Davy Macdonald, Aspects of Edinburgh, ‘The Dene’, Dundas Street Gallery, Review

Dene Pilgrims, Davy Macdonald
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Davy Macdonald, artist

Davy Macdonald is a most original artist, never one to commit to a single genre but keen to explore Scottish historical themes through figurative scenes as well as, in total contrast, vibrant and vivacious Abstract paintings. 

This Festival exhibition presents a new project illustrating the cultural heritage of ‘The Dene’ the deep valley through which The Water of Leith flows past the Dean Village. This was formerly a busy industrial site for milling, dyeing and distilling with remnants of the original mills and workers’ houses still preserved. Dating back to the 5th century, the Dene was on the route used by pilgrims walking to Queens Ferry and on to St Andrews.  A stunning image shows seven red cloaked Dene Pilgrims in silent procession over ancient bridge at Bells Brae with the Holy Trinity church looming above in the moonlight. (illustrated above).

Other paintings depict the dark, supernatural tales of death through industrial accidents and suicide in this ancient riverside village. However, today, one can enjoy a lovely tranquil walk along the Water of Leith from Stockbridge to Dean Village and the National Galleries of Modern Art. 

Here too are evocative paintings to capture the cultural golfing heritage of St. Andrews in nostalgic mood, reminiscent of vintage 1930s railway travel posters. Fashionable women golfers in plaid skirts, red sweaters and white tassled shoes, enjoy Tee Time around the Old Course - the backdrop of sand dunes and the famous Swilken bridge depicted with meticulous detail. For anyone with a passion for the sport will appreciate these charming, iconic paintings of the world’s mecca for golf.  

Macdonald also relishes the freedom of non-realistic expression to depict a sense of rhythm and energy in a series of large scale abstract paintings.  The Space Between is a joyous explosion of colour, dominated by a rich mustard yellow with a mesmerising maze of black curving lines, like twigs splashed with red spots like buds of flowers. Some of the curling shapes are akin to musical notation, quavers and a triple clef, creating a lyrical rhythm in its improvised pattern.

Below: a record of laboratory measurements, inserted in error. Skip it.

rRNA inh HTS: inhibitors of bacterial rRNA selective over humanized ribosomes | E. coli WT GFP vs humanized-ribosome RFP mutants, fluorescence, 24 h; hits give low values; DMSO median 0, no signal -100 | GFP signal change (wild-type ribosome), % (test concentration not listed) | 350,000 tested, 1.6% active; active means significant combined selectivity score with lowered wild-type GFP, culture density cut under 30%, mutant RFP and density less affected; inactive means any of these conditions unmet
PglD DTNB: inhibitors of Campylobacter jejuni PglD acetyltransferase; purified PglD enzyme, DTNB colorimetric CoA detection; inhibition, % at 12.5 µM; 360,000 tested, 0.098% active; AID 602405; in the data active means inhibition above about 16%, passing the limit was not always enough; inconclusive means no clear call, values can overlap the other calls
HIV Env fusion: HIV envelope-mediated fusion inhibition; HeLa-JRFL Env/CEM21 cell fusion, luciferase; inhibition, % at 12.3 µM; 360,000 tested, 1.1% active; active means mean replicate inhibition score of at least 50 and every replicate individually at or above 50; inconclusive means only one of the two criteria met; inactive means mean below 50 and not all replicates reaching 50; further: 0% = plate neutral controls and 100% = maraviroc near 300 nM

‘I am fascinated by the power of nature such as skies, seas, atoms and galaxies all in constant change.  My current approach is to work with both hands simultaneously with willow charcoal sticks, brushes or palette knives .. a duet, comparable to a pianist or drummer, both hands working independently yet together creating balance’. Davy Macdonald

With reference to The Dene theme, here’s a bright azure blue abstract painting to denote the Water of Leith, with an extraordinary sense of light reflected on the water and a dazzling swirl of what could be a shoal of minnows.  There’s a real hint of David Hockney’s Splash series of blue swimming pools in the translucent fluidity of the water. 

A monochrome illustration entitled Creative Sparks 1 certainly captures the idea of a flash of sparks which at first sight, may appear to be an ad hoc jazzy jumble of calligraphic marks, dots, dashes, symbols. But study it carefully and like an optional illusion, there appears to be the outline of a few faces with a quick flick of grey charcoal for eyes, nose and mouth.   

The exhibition also includes work from a previous Heritage series, Herring Lassies, superlative portraits of the hardworking fisherwomen in Newhaven; their bandaged fingers were the result of shucking oysters, gutting and salting the herring, as they stand outside in all weathers with a basket of shellfish beside the harbour wall. These are very popular paintings and while many of the originals are sold, limited editions prints are available. 

Once again, this is a richly imaginative and inspiring collection of narrative landscapes, soulful portraits and abstract expressionistic paintings bursting with colour, pattern and musical rhythm.  Over the past decade or so, Davy Macdonald has developed his own very distinctive aesthetic, criss-crossing genres with surreal and sensual, dramatic and dreamlike vision. 


19 – 28 August,2023: 10:00 – 18:00 daily. 

Free entry